I spent some time a little while ago learning how to 1foot WW, but gave up
partly in frustration and partly because of a lack of practise time.
Previously I was just trying to do a few pushes with my right foot, with
the left foot waving around wildly. Then, after about 2-4 pushes I’d lose
control and use my left foot to stabilise myself.
On the weekend I started practising again and decided to just commit to
1footed WW. This meant I would WW for a little way and then stick my left
foot straight onto the frame and see how far I could get just using my
right foot. This was around 3-5 pushes. So I guess what I want to know is:
is the best way to learn 1FWW simply to commit and stick the spare foot
straight onto the frame?
On Thu, 2 Aug 2001, David Stone wrote:
> Re: Glide/Coast/1’ww: Kris is absolutely right about the approach:
> concentrate on 1’ww and then glide more and more as you improve. I can
> vouch for this method as I am in the middle of learning all of this
> right now. Regular ww took me a long time to learn, and I am still not
> that good, but going from that to 1’ww took little practice; less than a
> week and I can already manage about 20’ on average and have gone 50’ on
> several occasions. When I am really ‘on,’ I can glide decent distances,
> esp when I am going down a mildly steep grade, and the feeling is SO
> COOL! It also really helped at the outset to have a big stick (like a
> ski-pole) to help with balance while working on the coordination.
> email@example.com writes:
> >I think that it’s probably best just to keep working on going from one
> >foot wheel-walking into gliding. Try to scuff a little bit after each
> >push down the hill. Hill angle makes a big difference. Too steep and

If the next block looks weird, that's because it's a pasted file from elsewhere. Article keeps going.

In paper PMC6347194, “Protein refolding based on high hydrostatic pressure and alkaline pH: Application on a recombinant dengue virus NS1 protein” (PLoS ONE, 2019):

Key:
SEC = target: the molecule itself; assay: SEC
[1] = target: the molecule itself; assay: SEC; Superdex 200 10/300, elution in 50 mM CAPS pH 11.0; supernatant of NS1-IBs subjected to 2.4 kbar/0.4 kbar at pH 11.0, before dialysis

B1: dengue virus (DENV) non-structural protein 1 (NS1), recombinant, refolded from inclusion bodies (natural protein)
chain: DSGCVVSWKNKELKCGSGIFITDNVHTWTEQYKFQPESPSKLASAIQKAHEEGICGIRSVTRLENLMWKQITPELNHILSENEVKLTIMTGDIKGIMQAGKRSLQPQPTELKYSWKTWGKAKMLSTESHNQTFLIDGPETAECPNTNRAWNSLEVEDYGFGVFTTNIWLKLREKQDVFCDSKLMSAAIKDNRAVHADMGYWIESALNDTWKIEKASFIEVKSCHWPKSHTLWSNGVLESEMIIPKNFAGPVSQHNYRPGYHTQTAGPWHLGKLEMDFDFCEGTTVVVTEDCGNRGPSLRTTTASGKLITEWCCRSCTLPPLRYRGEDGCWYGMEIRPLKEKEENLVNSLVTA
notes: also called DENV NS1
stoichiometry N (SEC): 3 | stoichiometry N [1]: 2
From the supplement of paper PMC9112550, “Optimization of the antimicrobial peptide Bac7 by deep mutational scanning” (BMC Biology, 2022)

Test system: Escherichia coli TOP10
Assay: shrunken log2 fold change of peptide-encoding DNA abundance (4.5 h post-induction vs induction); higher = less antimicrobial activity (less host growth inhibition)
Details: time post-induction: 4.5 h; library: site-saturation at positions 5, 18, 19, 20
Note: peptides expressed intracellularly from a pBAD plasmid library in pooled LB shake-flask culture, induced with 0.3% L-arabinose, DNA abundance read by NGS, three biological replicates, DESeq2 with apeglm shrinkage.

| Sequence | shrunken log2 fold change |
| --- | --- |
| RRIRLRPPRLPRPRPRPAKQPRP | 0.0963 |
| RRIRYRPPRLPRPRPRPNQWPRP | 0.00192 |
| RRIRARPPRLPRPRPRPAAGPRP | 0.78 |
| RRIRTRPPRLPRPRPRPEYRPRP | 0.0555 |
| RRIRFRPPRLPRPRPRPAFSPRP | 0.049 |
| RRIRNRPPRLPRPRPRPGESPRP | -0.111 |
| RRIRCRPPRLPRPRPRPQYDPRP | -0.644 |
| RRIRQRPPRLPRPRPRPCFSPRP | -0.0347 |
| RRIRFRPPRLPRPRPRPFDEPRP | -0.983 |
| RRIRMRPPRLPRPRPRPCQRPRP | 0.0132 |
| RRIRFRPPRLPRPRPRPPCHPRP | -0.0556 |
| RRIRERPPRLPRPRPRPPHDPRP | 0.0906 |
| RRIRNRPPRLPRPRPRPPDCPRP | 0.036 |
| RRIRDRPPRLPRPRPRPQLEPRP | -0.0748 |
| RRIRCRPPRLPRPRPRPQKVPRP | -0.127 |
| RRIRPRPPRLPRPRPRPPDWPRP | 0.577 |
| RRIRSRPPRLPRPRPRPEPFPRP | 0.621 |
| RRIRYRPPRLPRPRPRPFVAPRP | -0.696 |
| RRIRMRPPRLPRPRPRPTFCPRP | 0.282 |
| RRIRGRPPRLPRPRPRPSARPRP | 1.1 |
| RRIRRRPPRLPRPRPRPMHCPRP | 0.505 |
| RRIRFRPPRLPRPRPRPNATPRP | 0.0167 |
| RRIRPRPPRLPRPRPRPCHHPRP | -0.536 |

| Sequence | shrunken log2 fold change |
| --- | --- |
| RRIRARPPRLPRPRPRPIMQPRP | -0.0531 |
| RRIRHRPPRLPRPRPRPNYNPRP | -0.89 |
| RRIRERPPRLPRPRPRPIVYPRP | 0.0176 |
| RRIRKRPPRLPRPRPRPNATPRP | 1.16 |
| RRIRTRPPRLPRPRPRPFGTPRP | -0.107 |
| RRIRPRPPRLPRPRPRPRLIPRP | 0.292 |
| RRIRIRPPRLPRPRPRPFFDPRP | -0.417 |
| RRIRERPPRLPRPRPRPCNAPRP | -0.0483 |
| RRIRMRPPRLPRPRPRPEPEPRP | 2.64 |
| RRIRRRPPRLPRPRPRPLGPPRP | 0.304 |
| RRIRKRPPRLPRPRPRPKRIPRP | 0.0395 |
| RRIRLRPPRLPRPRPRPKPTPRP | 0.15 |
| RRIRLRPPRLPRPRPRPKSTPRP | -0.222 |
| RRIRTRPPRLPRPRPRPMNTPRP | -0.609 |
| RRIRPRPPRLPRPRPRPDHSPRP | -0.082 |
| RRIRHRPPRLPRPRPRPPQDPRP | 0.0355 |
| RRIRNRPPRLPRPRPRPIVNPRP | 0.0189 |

> >you will fall on your butt as you start to scuff. Too gentle and you
> >have to be almost coasting (only gentle scuffing pressure on the tire)
> >to avoid just stopping.
> >Do you have a unicycle with a square fork crown? It makes a HUGE
> >difference if you can place your non-scuffing foot on a secure spot on
> >the frame.
> >If you get going at all and then find you can’t control whether you
> >turn one way or the other, don’t worry about it. I had big problems in
> >the beginning because I always seemed to turn to the right, but it
> >sorted itself out automatically after lots of practice.
> >-Kris — Bethan <firstname.lastname@example.org> wrote:
> >> I’ve just finished digging all the bits of nettle and fence out of my
> >arm. I
> >> think I might be doing something wrong. I can’t start gliding, and I
> >> stop coasting. I’ve tried a number of ways to get going gliding, and
> >will soon
> >> be out of elbows if I keep trying to work out how to stop coasting.
> >> I’ve got quite a nice smooth slope to play on, and my tyre and shoes
> >are both
> >> quite smooth (read bald), so I probably just need a lot more
> >> practice,
> >and some
> >> elbow pads. Still, if anyone could give me any advice, or tell me if
> >> anything I’m doing wrong, I’d be very grateful.
> >> With gliding, which I assume is a lot easier once you’ve started, I’m
> >just not
> >> sure how to get into the right position, if I wheel walk one footed I
> >go too
> >> fast and if I start with my foot resting on the tyre and release
> >> slowly I just fall off backwards (trying to correct this by leaning
> >> before I start just means I fall off forwards), the only way I’ve got
> >> at all is by approaching the slope in a normal wheel-walk and then
> >> just stopping wheel-walking when the unicycle seems to have enough
> >> momentum,
> >> then I have no control of where my feet are on the tyre and it
> >> doesn’t
> >> like proper gliding anyway, and I still fall off.
> >> Coasting seems somewhat easier to start doing. On flat ground or a
> >slope with a
> >> little speed I can lift my feet off the pedals and keep gong
> >> usually a
> >> metres with a decent amount of control. Which would be nice, except
> >that I
> >> can’t dismount very gracefully at all. You know normally when
> >> you fall
> >off you
> >> can control where you land, generally end up on your feet and often
> >even catch
> >> the seat. If my feet aren’t touching anything though I can’t seem to
> >get off
> >> the seat, I lean backwards (or forwards, or whatever) and the
> >> unicycle
> >> too, but my feet don’t touch the ground, and it all gets rather
> >painful. I
> >> suppose I could leave this 'til I’ve got more control through gliding
> >and the
> >> like, but it does seem frustrating that the only reason I can’t do it
> >is coz it
> >> hurts at the end, especially coz it’s so much fun that I don’t
> >> know if
> >I have
> >> the will power to just not do it until I can, and so will probably
> >> keep injuring myself. Unless anyone has any useful suggestions. ? .
> Co-founder, Unatics of NY 1st Sunday / 3rd Saturday
> 2:30 @ Central Park Bandshell